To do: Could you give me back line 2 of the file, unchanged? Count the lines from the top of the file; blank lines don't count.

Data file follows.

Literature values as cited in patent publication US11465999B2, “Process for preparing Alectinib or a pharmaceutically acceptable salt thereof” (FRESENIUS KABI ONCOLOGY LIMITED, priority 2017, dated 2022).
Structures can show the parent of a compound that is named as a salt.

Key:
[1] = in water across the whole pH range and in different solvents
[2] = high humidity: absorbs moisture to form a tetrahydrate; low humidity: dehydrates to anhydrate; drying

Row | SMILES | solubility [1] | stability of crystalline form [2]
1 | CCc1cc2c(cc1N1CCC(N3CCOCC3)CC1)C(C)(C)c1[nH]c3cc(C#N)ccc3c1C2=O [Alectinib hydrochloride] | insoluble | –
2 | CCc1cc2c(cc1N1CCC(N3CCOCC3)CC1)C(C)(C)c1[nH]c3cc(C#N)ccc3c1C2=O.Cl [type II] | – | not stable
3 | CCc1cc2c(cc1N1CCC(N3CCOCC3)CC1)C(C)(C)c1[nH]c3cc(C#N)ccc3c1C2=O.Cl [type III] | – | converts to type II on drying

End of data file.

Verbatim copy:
Structures can show the parent of a compound that is named as a salt.